Water scarcity in the Mena region has already become a challenge to development. This scarcity will only grow over time due to increasing population, expected economic growth, and the likely impacts of climate change on water availability and demand, says World Bank.

The Mena region has more than 6.3 per cent of the world’s population, but less than 1 per cent of global water resources. Making up the predicted Mena water deficit in 2025 will require the production of an additional 237 billion cubic metres of potable water. By 2050, water scarcity could cost Mena between 6-14 per cent of the entire region’s GDP each year.

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Water security

The Arab Water Council (AWC) has developed six policy briefs in the field of Non-Conventional Water Resources (NCWR) with its different components (desalinated water, treated wastewater, agricultural drainage water, brackish groundwater, rainwater harvesting).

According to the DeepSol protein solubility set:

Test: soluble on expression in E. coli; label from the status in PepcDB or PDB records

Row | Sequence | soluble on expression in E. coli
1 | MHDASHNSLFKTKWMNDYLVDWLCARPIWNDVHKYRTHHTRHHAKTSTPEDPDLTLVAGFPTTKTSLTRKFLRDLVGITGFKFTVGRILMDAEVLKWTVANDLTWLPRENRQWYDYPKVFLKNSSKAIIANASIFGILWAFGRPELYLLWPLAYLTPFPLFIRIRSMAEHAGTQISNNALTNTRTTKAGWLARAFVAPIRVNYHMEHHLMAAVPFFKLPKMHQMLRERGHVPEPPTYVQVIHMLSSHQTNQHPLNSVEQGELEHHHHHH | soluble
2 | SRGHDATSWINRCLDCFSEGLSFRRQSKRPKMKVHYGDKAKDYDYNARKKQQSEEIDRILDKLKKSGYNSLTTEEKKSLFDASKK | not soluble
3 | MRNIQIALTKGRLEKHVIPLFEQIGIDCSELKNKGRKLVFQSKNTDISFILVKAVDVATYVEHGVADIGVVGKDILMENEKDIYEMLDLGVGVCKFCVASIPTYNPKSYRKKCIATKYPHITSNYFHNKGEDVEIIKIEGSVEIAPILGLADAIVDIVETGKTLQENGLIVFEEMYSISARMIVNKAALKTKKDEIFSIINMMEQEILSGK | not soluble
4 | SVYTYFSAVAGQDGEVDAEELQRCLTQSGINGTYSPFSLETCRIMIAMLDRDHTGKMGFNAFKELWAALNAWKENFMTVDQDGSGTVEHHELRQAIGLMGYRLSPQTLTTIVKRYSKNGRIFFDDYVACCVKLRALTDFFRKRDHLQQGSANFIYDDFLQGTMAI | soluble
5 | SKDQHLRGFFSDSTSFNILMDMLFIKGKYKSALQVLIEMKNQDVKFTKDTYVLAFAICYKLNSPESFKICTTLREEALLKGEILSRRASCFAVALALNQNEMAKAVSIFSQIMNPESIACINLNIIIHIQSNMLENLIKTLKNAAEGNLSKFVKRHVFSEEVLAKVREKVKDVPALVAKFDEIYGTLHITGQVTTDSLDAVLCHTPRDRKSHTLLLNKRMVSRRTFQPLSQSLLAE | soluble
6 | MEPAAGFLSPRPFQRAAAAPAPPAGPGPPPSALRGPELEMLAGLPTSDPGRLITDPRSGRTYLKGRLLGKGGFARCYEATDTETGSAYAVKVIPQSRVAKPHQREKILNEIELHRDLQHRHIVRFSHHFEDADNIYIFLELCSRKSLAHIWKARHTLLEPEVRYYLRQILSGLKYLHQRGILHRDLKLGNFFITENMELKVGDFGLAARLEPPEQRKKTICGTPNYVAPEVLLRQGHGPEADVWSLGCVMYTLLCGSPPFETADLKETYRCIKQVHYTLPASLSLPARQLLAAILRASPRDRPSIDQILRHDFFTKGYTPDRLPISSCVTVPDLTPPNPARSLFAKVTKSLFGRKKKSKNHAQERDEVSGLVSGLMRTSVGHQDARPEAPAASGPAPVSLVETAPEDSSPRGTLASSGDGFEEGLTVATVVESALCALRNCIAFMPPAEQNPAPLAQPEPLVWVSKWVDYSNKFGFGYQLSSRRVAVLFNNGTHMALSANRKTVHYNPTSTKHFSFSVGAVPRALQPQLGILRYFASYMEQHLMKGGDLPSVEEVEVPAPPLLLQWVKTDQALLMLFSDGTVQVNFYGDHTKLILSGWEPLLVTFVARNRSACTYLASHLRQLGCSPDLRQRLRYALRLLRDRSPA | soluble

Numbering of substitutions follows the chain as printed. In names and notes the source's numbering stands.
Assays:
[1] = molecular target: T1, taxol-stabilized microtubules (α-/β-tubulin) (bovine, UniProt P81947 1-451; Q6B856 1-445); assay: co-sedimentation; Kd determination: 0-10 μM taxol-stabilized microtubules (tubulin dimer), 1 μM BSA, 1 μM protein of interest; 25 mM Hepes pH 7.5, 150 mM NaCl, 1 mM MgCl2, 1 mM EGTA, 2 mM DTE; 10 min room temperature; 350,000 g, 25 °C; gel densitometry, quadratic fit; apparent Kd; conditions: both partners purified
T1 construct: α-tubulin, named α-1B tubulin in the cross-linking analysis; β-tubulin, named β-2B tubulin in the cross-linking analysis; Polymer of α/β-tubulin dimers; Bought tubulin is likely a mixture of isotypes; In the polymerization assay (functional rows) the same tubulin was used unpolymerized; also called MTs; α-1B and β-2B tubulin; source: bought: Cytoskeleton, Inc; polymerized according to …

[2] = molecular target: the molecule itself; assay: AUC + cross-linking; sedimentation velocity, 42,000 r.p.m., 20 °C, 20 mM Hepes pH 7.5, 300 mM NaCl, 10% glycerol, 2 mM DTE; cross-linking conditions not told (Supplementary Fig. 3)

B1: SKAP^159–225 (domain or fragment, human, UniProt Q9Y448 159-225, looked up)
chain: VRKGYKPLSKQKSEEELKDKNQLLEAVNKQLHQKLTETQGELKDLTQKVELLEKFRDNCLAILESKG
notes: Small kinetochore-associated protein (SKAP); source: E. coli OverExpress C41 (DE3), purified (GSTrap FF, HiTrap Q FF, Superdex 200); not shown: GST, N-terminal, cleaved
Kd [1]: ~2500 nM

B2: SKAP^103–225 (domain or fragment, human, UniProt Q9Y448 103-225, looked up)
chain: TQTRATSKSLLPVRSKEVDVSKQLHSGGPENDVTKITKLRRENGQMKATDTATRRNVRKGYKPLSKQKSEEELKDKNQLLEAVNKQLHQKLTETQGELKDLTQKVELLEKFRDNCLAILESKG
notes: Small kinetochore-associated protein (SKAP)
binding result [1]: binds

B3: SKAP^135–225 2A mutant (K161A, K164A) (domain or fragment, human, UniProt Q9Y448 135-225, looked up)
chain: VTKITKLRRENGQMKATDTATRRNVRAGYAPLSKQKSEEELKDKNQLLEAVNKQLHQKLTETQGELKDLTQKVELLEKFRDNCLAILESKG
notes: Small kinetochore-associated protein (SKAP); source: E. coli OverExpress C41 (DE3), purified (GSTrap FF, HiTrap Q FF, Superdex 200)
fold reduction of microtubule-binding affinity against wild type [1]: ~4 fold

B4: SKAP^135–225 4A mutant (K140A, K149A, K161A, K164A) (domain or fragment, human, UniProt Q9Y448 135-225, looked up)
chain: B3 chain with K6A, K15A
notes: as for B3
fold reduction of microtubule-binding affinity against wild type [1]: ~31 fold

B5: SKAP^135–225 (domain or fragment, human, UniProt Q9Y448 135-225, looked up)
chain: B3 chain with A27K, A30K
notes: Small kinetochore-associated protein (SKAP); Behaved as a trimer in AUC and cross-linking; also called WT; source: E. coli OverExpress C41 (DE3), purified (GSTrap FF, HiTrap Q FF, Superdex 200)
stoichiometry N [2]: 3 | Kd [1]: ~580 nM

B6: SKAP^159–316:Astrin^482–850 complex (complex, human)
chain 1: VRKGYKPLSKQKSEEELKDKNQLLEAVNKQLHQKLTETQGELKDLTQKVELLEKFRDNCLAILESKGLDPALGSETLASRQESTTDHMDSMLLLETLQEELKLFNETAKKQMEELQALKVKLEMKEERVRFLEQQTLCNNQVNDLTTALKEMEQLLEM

Dr Hussein El-Atfy, Secretary-General of AWC, said: “The future of Arab water security will largely depend on the development of the NCWR as a strategic perspective which is no longer an option but a must to face the escalating water scarcity crisis.

Countries within the Mena region will add an estimated 20GW of solar capacity and 5-6GW of wind by 2025. The global desalination market is predicted to grow from $17.7 billion in 2020 to $32.1 billion by 2027.

Industry leaders said: “Mena is ready to capitalise on the strength of its existing desalination industry as well as its abundant potential for producing renewable energy. As the monetary and energy-related costs of producing desalinated water continue to fall, capacity will steadily rise across the region.”